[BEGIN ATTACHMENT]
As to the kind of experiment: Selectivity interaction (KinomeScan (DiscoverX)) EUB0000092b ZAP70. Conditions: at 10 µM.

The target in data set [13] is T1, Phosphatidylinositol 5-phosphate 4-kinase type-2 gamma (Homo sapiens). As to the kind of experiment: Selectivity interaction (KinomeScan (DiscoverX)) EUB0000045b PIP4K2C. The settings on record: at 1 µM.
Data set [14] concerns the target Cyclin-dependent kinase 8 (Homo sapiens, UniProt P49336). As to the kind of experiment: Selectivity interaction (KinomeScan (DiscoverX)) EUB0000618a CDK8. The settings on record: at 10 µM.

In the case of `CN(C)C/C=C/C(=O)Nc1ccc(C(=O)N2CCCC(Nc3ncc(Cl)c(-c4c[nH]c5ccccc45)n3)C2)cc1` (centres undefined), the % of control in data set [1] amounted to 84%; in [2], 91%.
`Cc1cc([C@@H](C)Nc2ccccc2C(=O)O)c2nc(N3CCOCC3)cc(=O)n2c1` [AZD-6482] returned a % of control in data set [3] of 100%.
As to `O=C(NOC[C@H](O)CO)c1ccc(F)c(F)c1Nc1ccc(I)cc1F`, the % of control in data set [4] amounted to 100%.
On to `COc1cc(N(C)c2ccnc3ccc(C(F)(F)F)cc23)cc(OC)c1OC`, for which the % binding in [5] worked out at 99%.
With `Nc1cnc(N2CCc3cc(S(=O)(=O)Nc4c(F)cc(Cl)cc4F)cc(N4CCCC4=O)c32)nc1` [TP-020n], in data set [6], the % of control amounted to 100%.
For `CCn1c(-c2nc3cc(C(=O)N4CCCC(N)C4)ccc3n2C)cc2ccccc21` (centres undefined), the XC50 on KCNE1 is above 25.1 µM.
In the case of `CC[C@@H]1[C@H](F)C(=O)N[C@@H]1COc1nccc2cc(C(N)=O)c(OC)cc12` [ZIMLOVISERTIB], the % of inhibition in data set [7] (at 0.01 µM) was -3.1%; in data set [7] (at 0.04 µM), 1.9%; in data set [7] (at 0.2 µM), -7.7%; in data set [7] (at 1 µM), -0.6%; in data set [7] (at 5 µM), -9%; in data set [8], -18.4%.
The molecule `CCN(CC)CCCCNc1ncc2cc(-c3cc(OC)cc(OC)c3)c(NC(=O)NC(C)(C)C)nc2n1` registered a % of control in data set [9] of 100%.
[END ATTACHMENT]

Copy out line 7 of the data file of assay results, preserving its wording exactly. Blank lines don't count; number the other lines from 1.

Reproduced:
On to `COc1cc(N(C)c2ccnc3ccc(C(F)(F)F)cc23)cc(OC)c1OC`, for which the % binding in [5] worked out at 99%.